Carbon footprint really depends on how often you are going to upgrade your reader and how often you have it switched on, doesn’t it? Also, how many paper books you would otherwise buy. Your reader will have to be turfed in a few years; a book could potentially be re-read and re-sold for maybe 100 years? Even if you buy a crappy book that nobody else wants, or drop the book in the bath ;), the paper can be recycled rather more easily than electronics.

    I would have thought that the greenest solution by far would be to use a library or buy second-hand books (preferably locally) and sell them again once you’re done. A second-hand book is cheap enough that you don’t need a backup – buy another if you accidentally leave it on the bus. Library fees are a pain in the backside, but at least you don’t have to pay anything to read books if you return them on time. Sell your second-hand books or return your library books to solve the clutter problem.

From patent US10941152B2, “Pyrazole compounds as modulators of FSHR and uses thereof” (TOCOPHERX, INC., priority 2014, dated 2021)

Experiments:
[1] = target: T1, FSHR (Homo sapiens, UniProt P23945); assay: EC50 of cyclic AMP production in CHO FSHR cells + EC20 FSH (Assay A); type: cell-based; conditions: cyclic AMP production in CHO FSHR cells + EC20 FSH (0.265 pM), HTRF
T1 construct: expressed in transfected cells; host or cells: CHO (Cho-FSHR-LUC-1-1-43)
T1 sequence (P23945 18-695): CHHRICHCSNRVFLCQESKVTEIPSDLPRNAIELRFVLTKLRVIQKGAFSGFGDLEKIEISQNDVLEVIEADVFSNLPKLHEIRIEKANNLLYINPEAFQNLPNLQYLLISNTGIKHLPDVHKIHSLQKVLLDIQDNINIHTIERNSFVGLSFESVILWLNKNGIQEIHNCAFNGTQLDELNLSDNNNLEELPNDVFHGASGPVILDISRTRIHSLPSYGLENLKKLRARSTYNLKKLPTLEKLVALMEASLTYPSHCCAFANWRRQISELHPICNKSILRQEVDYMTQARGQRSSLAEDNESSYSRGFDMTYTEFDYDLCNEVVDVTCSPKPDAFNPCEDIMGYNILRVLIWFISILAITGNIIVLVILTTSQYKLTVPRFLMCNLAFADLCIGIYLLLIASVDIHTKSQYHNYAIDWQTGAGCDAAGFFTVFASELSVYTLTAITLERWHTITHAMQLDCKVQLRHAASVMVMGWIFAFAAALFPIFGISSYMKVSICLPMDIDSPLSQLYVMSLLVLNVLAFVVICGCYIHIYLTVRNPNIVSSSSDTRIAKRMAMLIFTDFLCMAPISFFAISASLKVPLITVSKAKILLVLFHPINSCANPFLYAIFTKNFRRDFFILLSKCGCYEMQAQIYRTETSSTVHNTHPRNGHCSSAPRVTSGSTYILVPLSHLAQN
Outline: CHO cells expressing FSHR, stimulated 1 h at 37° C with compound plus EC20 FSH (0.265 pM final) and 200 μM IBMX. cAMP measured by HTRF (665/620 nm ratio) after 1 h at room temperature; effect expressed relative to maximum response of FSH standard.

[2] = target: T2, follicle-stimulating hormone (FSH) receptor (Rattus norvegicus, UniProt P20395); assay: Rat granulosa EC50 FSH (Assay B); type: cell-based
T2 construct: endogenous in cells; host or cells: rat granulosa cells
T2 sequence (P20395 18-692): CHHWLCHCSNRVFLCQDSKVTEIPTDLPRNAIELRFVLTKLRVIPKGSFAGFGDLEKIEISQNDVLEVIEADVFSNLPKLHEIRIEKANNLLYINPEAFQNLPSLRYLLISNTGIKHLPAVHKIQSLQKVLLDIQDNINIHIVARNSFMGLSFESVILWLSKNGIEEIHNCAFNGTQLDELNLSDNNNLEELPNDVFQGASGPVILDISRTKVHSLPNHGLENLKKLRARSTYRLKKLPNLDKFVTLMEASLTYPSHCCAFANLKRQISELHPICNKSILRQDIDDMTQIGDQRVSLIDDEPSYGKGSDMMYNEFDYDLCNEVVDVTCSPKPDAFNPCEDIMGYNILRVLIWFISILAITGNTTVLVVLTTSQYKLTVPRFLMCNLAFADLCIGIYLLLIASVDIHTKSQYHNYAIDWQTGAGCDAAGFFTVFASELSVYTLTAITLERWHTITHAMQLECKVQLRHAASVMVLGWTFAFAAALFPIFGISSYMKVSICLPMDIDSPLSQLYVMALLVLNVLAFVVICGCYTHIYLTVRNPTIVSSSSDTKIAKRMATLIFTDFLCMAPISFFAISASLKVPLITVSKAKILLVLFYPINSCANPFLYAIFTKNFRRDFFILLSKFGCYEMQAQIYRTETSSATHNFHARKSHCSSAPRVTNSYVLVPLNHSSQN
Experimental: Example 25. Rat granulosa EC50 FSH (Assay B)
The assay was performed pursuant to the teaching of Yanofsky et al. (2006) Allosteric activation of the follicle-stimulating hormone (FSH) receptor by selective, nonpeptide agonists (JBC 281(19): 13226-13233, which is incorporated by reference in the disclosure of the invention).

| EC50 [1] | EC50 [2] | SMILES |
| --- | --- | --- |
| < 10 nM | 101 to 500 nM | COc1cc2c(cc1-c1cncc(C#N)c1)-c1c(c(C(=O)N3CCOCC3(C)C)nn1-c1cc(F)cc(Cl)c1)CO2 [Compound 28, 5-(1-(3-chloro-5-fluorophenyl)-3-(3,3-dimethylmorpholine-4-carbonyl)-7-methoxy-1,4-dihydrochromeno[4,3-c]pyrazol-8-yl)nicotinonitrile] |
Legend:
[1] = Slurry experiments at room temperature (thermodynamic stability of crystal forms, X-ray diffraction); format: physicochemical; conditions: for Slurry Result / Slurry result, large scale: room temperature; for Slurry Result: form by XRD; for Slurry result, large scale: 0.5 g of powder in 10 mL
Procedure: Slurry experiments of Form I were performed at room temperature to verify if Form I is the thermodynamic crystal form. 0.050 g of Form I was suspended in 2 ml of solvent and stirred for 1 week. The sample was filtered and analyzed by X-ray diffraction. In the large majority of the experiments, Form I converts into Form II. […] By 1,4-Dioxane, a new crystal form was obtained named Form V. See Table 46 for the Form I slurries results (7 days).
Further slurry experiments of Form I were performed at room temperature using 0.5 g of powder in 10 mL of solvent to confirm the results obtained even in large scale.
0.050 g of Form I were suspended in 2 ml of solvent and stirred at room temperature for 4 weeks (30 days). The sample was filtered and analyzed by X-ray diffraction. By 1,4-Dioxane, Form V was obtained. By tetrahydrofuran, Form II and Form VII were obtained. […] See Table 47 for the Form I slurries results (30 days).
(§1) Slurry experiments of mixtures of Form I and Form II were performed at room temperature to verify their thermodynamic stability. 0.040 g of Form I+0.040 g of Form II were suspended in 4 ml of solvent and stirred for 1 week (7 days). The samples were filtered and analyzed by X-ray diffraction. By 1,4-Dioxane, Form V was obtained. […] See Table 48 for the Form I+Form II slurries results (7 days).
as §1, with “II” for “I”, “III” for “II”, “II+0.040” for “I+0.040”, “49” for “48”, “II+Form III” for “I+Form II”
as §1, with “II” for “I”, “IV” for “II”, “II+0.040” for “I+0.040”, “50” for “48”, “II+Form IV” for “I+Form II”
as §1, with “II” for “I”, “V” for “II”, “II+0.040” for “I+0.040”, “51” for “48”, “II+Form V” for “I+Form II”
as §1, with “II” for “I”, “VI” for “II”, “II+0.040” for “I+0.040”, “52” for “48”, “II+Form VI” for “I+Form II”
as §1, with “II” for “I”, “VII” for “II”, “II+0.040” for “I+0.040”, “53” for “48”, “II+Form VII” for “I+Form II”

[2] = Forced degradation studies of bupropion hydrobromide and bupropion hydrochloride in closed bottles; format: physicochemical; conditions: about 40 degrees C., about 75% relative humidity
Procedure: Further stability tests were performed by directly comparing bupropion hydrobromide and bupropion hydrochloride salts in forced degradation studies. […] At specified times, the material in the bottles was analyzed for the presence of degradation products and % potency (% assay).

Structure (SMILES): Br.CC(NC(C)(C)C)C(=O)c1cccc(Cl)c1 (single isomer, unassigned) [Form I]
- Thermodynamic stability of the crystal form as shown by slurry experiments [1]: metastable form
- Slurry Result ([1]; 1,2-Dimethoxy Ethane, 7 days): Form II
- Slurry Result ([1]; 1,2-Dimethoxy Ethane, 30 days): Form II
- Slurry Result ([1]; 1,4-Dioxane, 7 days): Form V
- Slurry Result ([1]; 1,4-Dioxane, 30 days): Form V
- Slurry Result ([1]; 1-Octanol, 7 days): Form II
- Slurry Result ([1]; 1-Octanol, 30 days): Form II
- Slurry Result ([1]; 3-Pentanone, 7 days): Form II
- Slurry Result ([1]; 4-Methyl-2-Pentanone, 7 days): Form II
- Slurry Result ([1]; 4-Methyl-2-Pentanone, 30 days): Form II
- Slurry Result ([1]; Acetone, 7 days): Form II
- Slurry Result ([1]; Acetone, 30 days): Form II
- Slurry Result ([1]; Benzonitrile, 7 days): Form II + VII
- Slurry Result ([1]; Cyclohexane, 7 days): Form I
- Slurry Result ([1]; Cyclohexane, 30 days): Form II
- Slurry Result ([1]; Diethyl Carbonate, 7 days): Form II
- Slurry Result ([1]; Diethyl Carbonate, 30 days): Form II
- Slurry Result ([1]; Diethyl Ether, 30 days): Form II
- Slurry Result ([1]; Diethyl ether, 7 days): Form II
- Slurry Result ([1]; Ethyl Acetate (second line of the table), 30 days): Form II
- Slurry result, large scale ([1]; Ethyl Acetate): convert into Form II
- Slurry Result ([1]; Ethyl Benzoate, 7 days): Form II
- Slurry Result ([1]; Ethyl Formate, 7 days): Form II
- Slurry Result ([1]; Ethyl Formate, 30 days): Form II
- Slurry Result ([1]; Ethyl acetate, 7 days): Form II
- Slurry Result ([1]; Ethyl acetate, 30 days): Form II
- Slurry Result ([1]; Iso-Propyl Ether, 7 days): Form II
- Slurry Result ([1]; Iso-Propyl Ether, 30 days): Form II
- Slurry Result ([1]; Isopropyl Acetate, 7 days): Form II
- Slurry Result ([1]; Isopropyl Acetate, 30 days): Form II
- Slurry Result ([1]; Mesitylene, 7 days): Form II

My suspicion is that people are embracing e-readers because they love gadgets, not because of their green credentials or any of the other points you list above. The kinds of people buying them are those who are already serial purchasers of mobile phones, ipods, game consoles…(no offence intended to anyone who fits in this category!).

    Who cares whether it is a revolution? The question is whether e-books are truly an improvement on traditional books. In my book (ha ha, pardon the pun), the answer is definitely no. But then again, I have loved paper books as long as I could read, and have a sentimental attachment to the way paper books (particularly old ones) smell and feel. Perhaps I’m just a nutter. ;)